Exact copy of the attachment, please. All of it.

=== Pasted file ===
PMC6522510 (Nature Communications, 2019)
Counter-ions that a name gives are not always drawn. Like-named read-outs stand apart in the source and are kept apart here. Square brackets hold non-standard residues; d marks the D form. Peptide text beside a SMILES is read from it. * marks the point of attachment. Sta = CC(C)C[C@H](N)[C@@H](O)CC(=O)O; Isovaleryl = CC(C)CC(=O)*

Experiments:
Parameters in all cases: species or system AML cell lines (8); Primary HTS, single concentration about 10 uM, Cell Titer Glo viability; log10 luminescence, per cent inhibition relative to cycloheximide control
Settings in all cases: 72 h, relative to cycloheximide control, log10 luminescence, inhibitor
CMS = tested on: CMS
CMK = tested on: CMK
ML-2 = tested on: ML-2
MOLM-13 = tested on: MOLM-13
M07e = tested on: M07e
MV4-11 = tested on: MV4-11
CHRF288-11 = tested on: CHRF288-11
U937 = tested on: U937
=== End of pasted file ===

PMC6522510 (Nature Communications, 2019)
Counter-ions that a name gives are not always drawn. Like-named read-outs stand apart in the source and are kept apart here. Square brackets hold non-standard residues; d marks the D form. Peptide text beside a SMILES is read from it. * marks the point of attachment. Sta = CC(C)C[C@H](N)[C@@H](O)CC(=O)O; Isovaleryl = CC(C)CC(=O)*

Experiments:
Parameters in all cases: species or system AML cell lines (8); Primary HTS, single concentration about 10 uM, Cell Titer Glo viability; log10 luminescence, per cent inhibition relative to cycloheximide control
Settings in all cases: 72 h, relative to cycloheximide control, log10 luminescence, inhibitor
CMS = tested on: CMS
CMK = tested on: CMK
ML-2 = tested on: ML-2
MOLM-13 = tested on: MOLM-13
M07e = tested on: M07e
MV4-11 = tested on: MV4-11
CHRF288-11 = tested on: CHRF288-11
U937 = tested on: U937